Relating market value to book value of shareholders’ equity Firms prepare their balance sheets using authoritative guidance for the recognition and measurement of assets and liabilities. Accountants refer to the total common shareholders’ equity appearing on the balance sheet as the book value of shareholders’ equity. The market value of shareholders equity equals the number of shares of common stock outstanding times the market price per share. Financial analysts frequently examine the ratio of the market value of shareholders’ equity to the book value of shareholders’ equity, referred to as the market-to-book- value ratio, in assessing current market prices. Theoretical and empirical research suggests that the size of the market-to-book-value ratio is related to (1) a firm’s ability to generate higher rates of profitability than its competitors, (2) its rate of growth, and (3) its use of authoritative guidance in measuring assets and liabilities, which net to the book value of shareholders’ equity. Exhibit 3.9 presents common-size balance sheet information for six firms at the end of a recent year. Some of the six firms apply IFRS and others apply U.S GAAP Exhibit 3.9 also shows market-to-book-value ratios for the six firms. Additional information regarding the six companies follows:
(1) Pfizer is a pharmaceutical company headquartered in the United States.
(2) Nestle is a consumer products company headquartered in Switzerland. In addition to its chocolate products, it manufactures and distributes beverages (Nestea, Poulin Springs mineral water), frozen foods (Stouffer’s), milk products (infant formulas), and pet foods (Alpo).
(3) Promodes is a French company that operates supermarket chains (Champion), hypermarkets (Continent, Continente), convenience stores (Promocash, Punt&Cash), and restaurant supply stores (Prodirest).
(4) Deutsche Bank is a German bank that provides both traditional commercial banking services (deposit taking, loan making) and investment banking services (investment management, financial consulting).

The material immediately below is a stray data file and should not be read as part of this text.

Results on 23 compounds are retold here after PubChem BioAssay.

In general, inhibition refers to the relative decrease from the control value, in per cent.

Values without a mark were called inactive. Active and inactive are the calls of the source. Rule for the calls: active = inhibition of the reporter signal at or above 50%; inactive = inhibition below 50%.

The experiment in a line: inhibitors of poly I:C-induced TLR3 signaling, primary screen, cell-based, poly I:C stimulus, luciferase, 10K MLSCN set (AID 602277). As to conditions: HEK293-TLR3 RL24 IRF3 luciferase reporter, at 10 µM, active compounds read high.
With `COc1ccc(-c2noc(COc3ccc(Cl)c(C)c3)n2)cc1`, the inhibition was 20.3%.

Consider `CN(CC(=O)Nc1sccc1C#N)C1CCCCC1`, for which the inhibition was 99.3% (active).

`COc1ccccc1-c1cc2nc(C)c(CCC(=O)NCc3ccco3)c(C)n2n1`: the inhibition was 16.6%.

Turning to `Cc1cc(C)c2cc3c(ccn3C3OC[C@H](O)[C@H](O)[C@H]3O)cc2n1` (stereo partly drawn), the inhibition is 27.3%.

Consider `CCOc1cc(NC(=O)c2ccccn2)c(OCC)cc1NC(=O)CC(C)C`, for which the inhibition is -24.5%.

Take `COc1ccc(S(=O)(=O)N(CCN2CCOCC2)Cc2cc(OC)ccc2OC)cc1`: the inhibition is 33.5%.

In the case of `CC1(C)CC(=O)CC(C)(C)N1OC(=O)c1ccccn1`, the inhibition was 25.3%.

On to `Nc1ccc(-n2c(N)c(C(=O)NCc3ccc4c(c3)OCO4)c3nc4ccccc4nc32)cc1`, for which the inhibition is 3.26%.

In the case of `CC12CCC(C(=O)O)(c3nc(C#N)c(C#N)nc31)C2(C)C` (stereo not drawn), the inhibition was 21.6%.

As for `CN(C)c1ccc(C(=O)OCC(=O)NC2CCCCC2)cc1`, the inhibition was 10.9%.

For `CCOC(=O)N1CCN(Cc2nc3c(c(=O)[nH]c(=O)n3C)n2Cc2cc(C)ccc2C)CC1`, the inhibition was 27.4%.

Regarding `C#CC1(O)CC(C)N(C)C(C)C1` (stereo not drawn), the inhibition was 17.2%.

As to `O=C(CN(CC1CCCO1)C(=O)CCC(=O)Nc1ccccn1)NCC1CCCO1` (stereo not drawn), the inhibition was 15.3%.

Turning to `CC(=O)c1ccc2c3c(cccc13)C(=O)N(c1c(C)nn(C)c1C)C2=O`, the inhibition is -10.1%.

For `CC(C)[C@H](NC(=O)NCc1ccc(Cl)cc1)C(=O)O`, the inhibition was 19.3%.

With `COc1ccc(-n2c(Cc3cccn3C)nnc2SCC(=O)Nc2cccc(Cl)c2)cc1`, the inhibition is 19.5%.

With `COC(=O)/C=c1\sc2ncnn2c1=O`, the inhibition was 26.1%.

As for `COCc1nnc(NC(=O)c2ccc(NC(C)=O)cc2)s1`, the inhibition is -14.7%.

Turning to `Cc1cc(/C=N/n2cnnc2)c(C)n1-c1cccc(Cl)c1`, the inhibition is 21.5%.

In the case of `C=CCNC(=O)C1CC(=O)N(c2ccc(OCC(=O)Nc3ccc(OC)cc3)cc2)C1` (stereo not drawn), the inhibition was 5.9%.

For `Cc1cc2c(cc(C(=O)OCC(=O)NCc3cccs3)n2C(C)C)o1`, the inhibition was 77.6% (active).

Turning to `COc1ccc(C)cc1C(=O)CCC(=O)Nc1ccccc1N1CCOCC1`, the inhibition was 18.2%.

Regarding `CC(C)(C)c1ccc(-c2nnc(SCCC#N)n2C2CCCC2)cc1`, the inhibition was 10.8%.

(5) British Airways is domiciled in the United Kingdom and provides air transportation services.
(6) New Oji Paper Co. is a Japanese forest-products company. It purchases wood pulp from Canada and the United States and processes it into various papers for sale in Japan.
a. The market-to-book-value ratios differ from 1.0 in part because the rates of profitability and growth of these six firms differ from those of their competitors. This problem does not provide you with sufficient information to assess the impact of these two factors on the market-to-book-’value ratio. The ratios also differ from 1.0 because of the use of authoritative guidance for assets and liabilities, which this chapter discussed. Identify the authoritative guidance that most likely explains the market-to-book-value ratio for each of the six firms (that is, identify which accounting principles cause the book values of assets and Liabilities to differ from the market value of shareholders’ equity.
b. Discuss the likely rationale for the nature and mix of assets and the nature and mix of financing for each of the sixfirms.

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